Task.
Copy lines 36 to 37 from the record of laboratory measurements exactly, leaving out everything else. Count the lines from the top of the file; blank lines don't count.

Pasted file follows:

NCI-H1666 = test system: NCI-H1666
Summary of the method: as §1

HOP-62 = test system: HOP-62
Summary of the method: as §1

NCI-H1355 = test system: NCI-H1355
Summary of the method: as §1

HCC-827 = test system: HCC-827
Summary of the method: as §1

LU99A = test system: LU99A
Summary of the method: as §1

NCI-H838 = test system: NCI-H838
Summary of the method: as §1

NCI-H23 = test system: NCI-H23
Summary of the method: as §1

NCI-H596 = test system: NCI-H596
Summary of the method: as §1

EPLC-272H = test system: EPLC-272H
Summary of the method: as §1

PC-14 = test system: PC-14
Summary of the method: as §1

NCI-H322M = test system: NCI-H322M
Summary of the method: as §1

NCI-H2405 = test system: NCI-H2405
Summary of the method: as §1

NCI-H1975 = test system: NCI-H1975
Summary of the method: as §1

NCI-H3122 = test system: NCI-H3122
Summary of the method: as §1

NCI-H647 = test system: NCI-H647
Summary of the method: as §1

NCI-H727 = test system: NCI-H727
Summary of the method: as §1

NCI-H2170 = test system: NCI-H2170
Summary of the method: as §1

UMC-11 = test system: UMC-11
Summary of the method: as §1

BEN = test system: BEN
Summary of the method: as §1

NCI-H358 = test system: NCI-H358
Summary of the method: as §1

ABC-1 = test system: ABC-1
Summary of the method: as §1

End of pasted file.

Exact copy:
Summary of the method: as §1

BEN = test system: BEN